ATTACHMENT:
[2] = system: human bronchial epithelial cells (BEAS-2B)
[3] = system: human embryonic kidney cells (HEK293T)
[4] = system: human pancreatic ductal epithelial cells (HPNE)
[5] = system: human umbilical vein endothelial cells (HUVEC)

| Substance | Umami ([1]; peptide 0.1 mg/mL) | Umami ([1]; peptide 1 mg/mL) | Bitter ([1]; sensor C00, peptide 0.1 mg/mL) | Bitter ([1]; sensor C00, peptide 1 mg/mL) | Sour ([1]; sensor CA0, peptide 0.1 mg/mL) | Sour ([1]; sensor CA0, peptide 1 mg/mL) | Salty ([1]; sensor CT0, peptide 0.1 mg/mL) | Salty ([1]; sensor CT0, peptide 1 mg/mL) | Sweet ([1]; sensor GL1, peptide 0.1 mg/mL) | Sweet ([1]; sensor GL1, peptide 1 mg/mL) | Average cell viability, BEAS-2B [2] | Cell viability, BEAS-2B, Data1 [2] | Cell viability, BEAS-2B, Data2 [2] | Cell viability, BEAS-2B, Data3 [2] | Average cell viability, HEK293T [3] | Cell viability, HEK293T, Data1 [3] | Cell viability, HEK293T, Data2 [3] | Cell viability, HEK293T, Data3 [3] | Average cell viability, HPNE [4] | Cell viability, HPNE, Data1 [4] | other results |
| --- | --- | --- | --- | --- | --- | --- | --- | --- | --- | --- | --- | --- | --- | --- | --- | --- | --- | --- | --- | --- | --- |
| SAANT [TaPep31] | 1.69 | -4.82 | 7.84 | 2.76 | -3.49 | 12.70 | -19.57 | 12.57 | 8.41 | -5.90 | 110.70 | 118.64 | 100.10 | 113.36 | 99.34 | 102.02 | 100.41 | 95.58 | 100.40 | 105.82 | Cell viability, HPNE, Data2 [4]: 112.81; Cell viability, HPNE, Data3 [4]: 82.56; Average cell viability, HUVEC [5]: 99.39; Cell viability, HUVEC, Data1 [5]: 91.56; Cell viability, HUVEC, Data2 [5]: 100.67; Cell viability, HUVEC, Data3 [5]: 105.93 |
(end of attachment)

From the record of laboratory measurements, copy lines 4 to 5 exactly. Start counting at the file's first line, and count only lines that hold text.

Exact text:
[5] = system: human umbilical vein endothelial cells (HUVEC)

| Substance | Umami ([1]; peptide 0.1 mg/mL) | Umami ([1]; peptide 1 mg/mL) | Bitter ([1]; sensor C00, peptide 0.1 mg/mL) | Bitter ([1]; sensor C00, peptide 1 mg/mL) | Sour ([1]; sensor CA0, peptide 0.1 mg/mL) | Sour ([1]; sensor CA0, peptide 1 mg/mL) | Salty ([1]; sensor CT0, peptide 0.1 mg/mL) | Salty ([1]; sensor CT0, peptide 1 mg/mL) | Sweet ([1]; sensor GL1, peptide 0.1 mg/mL) | Sweet ([1]; sensor GL1, peptide 1 mg/mL) | Average cell viability, BEAS-2B [2] | Cell viability, BEAS-2B, Data1 [2] | Cell viability, BEAS-2B, Data2 [2] | Cell viability, BEAS-2B, Data3 [2] | Average cell viability, HEK293T [3] | Cell viability, HEK293T, Data1 [3] | Cell viability, HEK293T, Data2 [3] | Cell viability, HEK293T, Data3 [3] | Average cell viability, HPNE [4] | Cell viability, HPNE, Data1 [4] | other results |